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    or this other book by M. Berger. Just to name a few, but you can easily find other examples.
    – Massimo Ortolano
    Mar 22 at 21:03

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I did something similar with an old French language paper I wanted to make available to a broader audience so I translated to English. The translation is available on my web page. I have not gotten in any trouble for doing this, and from an ethical point of view I am at peace with my decision. I am motivated by the desire to make the world a slightly better place.

I can’t advise you what to do, but this is what I did, for what it’s worth.

P.S. LaTeX did not exist in 1971, so be prepared to typeset your translation from scratch.

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    Instead of "be prepared to typeset your translation from scratch", I would say, "be prepared to use Mathpix" ;-) I also suggest trying out deepl, its translations are really good. Mar 23 at 1:46
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You might start by asking the likely copyright holder, the publisher, if they’d be interested in an English translation of this work. They’re probably not, but they might agree with you that there is a market for it, and ask for a proposal. If they say no, you might ask if you can do one as a project and promise not to distribute your final result.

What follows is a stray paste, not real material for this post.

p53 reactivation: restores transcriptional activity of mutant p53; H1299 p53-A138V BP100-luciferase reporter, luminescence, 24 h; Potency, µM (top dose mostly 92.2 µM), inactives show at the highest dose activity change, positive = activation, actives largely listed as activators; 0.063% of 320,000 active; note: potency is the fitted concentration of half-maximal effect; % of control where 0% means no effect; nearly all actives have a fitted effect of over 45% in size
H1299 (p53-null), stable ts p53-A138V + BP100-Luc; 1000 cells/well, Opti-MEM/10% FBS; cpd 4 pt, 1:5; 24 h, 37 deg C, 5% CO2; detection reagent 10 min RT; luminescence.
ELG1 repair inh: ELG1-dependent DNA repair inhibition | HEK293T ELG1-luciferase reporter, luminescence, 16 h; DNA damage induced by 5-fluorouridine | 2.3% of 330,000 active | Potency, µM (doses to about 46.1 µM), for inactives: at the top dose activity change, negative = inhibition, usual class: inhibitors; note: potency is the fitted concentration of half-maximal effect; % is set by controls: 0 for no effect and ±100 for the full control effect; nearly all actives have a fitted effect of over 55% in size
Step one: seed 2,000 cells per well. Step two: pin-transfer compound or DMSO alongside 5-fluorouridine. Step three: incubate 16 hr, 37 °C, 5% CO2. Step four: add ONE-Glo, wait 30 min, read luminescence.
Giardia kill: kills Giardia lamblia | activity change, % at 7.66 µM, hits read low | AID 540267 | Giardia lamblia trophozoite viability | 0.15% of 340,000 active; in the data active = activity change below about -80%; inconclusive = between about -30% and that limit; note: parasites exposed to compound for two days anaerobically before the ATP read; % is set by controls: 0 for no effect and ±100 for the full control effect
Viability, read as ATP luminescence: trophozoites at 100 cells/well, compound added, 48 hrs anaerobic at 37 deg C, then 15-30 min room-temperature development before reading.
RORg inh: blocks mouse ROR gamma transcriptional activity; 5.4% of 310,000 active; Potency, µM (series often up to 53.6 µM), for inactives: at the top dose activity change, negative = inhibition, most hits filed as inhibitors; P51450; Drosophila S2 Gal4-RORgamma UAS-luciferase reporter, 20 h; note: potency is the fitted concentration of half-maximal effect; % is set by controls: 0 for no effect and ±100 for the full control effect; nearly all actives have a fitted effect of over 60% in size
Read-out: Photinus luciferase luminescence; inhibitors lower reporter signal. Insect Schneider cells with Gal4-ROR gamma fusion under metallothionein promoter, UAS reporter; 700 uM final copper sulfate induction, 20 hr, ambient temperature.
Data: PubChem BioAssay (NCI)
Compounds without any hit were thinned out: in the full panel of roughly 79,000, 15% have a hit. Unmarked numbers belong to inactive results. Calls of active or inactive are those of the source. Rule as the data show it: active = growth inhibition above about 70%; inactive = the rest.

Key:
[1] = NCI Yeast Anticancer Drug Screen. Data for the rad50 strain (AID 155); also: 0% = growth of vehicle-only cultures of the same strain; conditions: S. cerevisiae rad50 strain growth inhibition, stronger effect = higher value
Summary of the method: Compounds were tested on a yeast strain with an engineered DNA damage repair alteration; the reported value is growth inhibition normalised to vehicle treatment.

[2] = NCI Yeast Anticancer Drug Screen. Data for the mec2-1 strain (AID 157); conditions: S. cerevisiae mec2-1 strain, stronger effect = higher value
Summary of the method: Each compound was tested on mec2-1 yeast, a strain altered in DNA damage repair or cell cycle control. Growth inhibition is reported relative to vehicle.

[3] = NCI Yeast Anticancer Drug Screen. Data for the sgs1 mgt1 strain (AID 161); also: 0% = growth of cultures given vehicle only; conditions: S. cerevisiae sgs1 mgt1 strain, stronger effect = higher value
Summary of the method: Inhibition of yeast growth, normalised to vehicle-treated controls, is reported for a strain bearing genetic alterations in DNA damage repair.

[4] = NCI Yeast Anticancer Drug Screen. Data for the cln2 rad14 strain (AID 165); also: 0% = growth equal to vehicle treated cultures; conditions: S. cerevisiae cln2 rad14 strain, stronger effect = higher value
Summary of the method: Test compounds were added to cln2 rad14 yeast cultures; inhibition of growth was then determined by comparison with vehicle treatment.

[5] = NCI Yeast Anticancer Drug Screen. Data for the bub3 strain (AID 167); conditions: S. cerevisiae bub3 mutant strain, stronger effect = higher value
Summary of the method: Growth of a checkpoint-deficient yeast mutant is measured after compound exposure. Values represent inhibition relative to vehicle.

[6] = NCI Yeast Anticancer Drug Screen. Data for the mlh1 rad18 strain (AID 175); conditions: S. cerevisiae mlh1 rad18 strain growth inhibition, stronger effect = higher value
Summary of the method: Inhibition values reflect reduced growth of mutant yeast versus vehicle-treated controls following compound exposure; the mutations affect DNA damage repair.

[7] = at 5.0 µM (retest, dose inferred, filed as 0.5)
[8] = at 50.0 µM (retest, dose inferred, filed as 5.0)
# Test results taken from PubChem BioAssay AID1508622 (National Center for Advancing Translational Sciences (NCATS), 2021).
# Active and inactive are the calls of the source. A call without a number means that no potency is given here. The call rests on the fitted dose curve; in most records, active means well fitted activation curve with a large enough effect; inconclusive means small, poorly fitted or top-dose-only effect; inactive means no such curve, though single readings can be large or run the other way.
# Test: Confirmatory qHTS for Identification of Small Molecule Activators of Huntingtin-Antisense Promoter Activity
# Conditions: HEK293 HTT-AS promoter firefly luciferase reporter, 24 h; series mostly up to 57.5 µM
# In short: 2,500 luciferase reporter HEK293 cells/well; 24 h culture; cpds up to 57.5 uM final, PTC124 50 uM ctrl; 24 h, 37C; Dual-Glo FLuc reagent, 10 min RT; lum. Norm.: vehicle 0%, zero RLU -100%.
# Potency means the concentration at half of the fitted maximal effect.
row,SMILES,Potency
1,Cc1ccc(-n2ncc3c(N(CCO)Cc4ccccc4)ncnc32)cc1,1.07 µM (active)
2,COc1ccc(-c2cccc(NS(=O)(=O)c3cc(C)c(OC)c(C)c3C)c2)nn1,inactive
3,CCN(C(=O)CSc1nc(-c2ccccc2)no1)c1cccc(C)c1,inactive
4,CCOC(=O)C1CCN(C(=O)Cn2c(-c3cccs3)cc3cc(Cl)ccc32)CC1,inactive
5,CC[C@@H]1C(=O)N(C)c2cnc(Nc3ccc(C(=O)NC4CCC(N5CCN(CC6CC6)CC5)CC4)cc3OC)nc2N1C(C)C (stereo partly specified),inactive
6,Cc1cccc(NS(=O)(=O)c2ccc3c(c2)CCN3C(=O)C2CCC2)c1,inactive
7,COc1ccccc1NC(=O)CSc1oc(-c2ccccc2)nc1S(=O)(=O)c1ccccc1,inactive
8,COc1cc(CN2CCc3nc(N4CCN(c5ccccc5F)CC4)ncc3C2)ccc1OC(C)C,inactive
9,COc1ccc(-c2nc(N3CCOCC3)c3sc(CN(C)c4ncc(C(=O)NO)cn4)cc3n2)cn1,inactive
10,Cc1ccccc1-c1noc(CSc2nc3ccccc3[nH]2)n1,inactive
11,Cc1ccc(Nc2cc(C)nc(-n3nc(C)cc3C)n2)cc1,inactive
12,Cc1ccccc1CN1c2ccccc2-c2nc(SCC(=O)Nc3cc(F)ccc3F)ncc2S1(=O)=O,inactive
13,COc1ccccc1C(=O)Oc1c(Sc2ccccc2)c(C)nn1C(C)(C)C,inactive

Everyone else is right. This was likely typeset by hand, and you’ll have to redo the mathematical typesetting in LaTeX yourself.

If you really want English speakers to have access to a free copy, I doubt you’ll get it for free from the publisher. But I do encourage you to ask.

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A book from 1971 might still be under copyright. One of the normally retained rights is that of translation. You need to settle this before you publish anything, including on a personal web site (blog).

If Springer holds the unexpired copyright then you need to contact them. They might well give you permission to translate it and, perhaps, have Springer do the re-publication.

Note that a lot of copyright law changed after the publication date of this work. Some of those changes extended the life of copyright.

LaTex is unlikely in any case.

And, if the copyright has expired you can do what you like.